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One important part of foundation repair is the layer of tar we spray on the walls. This common exterior layer is made of a petroleum-based asphalt, sort of like what goes on a roof. It is resistant to moisture penetration, making it very good for repelling moisture that makes it to your concrete foundation and helping that water drain away.

While this bituminous material is an important part of waterproofing a foundation, it’s not the only layer of protection you should trust. Read on!

What Is A Bituminous Waterproofing?

 

Bituminous waterproofing is also known as tar coating or asphaltic waterproofing, and it’s a very sticky substance that holds well to concrete surfaces, even when they’re vertical. It is applied in the form of a spray. Contractors use it because it is easy to apply and resistant to moisture seepage. However, the insular properties of bituminous waterproofing can become compromised when this layer is put under constant pressure from soil expansion and water penetration. 

 

This is why we think of this layer as a starting point. Using just a bituminous layer isn’t enough for complete waterproofing, and some companies will offer only this service and call it dampproofing. The layer won’t be tight against large amounts of water because it can’t seal large cracks or holes. Waterproofing a foundation requires the same type of surface treatment as “dampproofing,” but it doesn’t stop there!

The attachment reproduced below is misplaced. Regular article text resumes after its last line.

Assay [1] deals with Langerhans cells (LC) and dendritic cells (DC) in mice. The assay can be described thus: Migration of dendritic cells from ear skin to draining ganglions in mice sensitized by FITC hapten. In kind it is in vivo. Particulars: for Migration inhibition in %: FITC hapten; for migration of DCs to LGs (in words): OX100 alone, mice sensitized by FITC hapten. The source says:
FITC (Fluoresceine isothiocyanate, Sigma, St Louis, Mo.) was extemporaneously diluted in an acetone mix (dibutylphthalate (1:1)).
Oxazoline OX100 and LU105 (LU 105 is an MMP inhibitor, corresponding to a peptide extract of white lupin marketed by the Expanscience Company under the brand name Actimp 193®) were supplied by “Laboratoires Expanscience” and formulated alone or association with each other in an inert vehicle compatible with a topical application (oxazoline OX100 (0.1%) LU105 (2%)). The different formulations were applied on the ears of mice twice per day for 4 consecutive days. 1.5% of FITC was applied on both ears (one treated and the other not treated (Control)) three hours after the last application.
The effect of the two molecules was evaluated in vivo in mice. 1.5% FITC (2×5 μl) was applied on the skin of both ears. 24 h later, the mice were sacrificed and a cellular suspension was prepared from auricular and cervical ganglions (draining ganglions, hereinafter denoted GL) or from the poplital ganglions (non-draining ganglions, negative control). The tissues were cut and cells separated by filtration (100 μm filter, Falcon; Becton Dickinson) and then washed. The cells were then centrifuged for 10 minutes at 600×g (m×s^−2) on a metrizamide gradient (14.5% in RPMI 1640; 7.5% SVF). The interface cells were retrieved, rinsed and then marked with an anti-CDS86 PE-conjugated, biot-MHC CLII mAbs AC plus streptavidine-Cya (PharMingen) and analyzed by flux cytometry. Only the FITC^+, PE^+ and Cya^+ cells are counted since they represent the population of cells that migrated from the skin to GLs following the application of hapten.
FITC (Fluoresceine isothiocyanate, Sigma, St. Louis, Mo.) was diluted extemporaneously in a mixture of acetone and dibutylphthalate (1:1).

Bituminous Waterproofing Is A Start, But Not Enough On Its Own!

 

Don’t let the weaknesses fool you – bituminous waterproofing is still important, and we use this sprayable tar layer as a key part of our services. After we’ve cleaned and shored up the weakness, the Ashworth team will apply a bituminous coating directly on the exterior of foundation walls because of its high elasticity and to shore up cracks. But this is just the start of the process, and for actual drainage, your home will need a stronger “suit of armour!”

 

When a crack in the foundation is letting water get into your basement, your contractor will have to dig out the ground where they think the weakness is. Once we’ve found where it is, what it looks like, shored it up and applied the bituminous “tar,” we have to fill in the excavation. Rather than fill it back in with soil, we can add another layer of waterproofing, and this one is our specialty: crushed round stone. 

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We backfill this aggregate next to the foundation because this permeable material doesn’t let water put pressure on the concrete and tar. Rather, when the moisture that flows through the soil encounters the crushed round stone, it falls right down to the foot of the concrete. It is then collected by the weeping tile system and drained away. This will keep water away and reduce the chance of foundation issues in the future!